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How long is 20 minutes?

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It's about twenty times as long as The San Francisco earthquake of 1906.
In other words, 20 minutes is 22.90 times the length of The San Francisco earthquake of 1906, and the length of The San Francisco earthquake of 1906 is 0.0437 times that amount.
(1906) (Mussel Rock Fault, California) (sensible duration)
The San Francisco earthquake of 1906 caused perceptible shaking of the ground for about 0.8750 minutes. The most devastating natural disaster in California's history, the quake was felt as far away and southern Oregon and western Nevada, and resulted in about 3,000 deaths, the displacement of 55% - 70% of the city's population, and the shifting of some spots of ground by up to 6 m (20 ft).
It's about one-twenty-fifth as long as The Longest Pro Baseball Game.
In other words, the length of The Longest Pro Baseball Game is 25.30 times 20 minutes.
(1981) (McCoy Stadium, Pawtucket, Rhode Island)
The longest professional baseball game in history — a triple-A game between the Pawtucket Red Sox and the Rochester Red Wings — took place between April 18th and 19th, 1981 lasting a total of 8 hours and 25 minutes (and 33 innings). The Red Sox ultimately won the game 3-2, but not before the game set twelve records, including the most plate appearances by a single player - a three-way tie between Tom Eaton, Dallas Williams, and future Hall-of-Famer Cal Ripken Jr., all of Rochester.
It's about one-forty-fifth as long as The First light bulb test (Edison, 1879).
In other words, the length of The First light bulb test (Edison, 1879) is 43.50 times 20 minutes.
(Thomas Edison's filament Thread No. 9) (1879) (total time)
Lit at 1:30am on October 22nd, 1879, the first Edison completed his first majorly successful test of his light bulb, which continued to burn for 870 minutes until the bulb glass succumbed to the heat and cracked, extinguishing the filament. Within 1,580,000 minutes of his success, Edison was selling 45,000 light bulbs per day to large companies across the country.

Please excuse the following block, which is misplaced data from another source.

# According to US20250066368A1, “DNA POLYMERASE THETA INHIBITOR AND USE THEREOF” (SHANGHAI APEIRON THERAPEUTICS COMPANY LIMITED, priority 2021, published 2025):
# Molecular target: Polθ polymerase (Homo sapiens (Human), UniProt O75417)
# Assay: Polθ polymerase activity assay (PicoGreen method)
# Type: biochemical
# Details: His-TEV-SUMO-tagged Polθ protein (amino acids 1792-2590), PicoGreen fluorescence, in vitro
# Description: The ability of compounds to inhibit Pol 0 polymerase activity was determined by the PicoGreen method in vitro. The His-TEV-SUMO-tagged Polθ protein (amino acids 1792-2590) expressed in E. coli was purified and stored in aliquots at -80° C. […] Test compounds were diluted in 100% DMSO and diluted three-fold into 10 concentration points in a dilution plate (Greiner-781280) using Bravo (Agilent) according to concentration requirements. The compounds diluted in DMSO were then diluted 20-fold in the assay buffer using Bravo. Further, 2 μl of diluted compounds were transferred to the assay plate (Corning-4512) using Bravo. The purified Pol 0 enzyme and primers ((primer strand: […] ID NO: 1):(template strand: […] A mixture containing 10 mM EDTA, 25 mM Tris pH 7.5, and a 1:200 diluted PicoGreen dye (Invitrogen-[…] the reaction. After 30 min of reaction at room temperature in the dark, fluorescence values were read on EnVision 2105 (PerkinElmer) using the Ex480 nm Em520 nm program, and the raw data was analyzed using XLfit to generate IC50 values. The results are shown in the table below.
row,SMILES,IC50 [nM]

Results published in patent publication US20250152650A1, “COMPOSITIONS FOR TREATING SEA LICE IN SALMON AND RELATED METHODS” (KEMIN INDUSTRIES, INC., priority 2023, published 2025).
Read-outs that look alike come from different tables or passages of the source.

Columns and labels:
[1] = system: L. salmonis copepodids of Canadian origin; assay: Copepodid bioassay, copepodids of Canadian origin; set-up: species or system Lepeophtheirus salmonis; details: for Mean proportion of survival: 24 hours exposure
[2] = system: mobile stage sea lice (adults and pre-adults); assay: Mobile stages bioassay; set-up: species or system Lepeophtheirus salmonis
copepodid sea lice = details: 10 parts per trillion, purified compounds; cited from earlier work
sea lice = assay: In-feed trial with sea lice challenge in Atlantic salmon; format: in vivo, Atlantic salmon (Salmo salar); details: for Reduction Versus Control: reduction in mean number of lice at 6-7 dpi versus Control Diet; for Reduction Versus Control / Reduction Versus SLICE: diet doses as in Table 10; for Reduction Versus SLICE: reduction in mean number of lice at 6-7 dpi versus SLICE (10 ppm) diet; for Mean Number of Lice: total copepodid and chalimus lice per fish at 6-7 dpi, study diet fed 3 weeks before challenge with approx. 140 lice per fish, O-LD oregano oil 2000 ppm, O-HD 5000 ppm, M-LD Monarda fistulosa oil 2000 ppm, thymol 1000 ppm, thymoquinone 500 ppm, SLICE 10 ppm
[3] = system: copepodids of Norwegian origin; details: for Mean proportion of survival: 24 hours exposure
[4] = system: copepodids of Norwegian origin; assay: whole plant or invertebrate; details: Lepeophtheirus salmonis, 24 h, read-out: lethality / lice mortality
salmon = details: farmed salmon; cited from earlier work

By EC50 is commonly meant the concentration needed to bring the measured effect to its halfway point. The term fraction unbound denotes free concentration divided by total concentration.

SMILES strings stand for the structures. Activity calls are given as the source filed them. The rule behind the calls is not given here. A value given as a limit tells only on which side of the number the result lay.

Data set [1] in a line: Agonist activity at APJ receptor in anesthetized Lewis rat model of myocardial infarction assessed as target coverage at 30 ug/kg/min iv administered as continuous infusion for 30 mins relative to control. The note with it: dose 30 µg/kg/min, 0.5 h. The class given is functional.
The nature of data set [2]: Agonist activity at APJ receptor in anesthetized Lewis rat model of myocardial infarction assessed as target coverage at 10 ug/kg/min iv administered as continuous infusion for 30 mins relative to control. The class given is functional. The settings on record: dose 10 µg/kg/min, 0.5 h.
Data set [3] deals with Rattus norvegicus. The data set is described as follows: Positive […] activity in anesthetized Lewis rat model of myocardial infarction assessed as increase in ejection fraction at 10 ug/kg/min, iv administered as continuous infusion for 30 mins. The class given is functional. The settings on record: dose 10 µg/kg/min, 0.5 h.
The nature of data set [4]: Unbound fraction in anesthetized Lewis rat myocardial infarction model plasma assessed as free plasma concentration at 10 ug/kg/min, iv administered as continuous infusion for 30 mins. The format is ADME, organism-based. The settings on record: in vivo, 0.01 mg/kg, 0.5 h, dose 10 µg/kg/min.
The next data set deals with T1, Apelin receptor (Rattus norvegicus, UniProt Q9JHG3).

It's about one-fiftieth as long as The First Transatlantic Flight (Alcock and Brown, 1919).
In other words, 20 minutes is 0.0206 times the length of The First Transatlantic Flight (Alcock and Brown, 1919), and the length of The First Transatlantic Flight (Alcock and Brown, 1919) is 48.50 times that amount.
(John Alcock and Arthur Whitten Brown) (1919) (first non-stop flight)
In an effort to win a £10,000 prize from London's The Daily Mail, John Alcock and Arthur Brown completed a flight from St. John's, Newfoundland to Connemara, Ireland in 16 hours and 12 minutes in June, 1919. In spite of their fame as aviators, Brown would never fly again after this trip and Alcock would lose his life during a flight to France less than 263,000 minutes later.
It's about one-one-hundredth as long as The Battle of Fort Sumter.
In other words, the length of The Battle of Fort Sumter is 100 times 20 minutes.
(1861)
The first battle of the American Civil War, the Battle of Fort Sumter began with the shelling of the Fort at 4:30 am on April 12th, 1861 and concluded with the surrender of the Fort by its Commander Robert Anderson at about 1:30pm on April 13th, 2,000 minutes later. The Battle's only casualties were the accidental shootings of two Union soldiers during the surrender ceremony.
It's about 100 times as long as The First airplane flight (Wright Flyer, 1903).
In other words, the length of The First airplane flight (Wright Flyer, 1903) is 0.01 times 20 minutes.
(Wright Flyer) (1903)
The first successful airplane flight was made by Orville Wright on December 17th, 1903 and lasted 0.20 minutes, covering a horizontal distance of 37 m (121.39 ft). The stopwatch used by Orville and his brother Wilbur to time this flight is on display at the Smithsonian National Air and Space Museum in Washington, D.C.
It's about one-one-hundred-fiftieth as long as The Great Chicago Fire.
In other words, the length of The Great Chicago Fire is 200 times 20 minutes.
(1871) (Chicago, Illinois)
The Great Chicago Fire started at about 9am and burned for 3,000 minutes between October 8th and October 10th, 1871. Chicago had experienced twenty smaller fires in the 20,000 minutes leading up to the blaze, due to drought conditions, strong winds, and the abundance of wooden buildings at the time.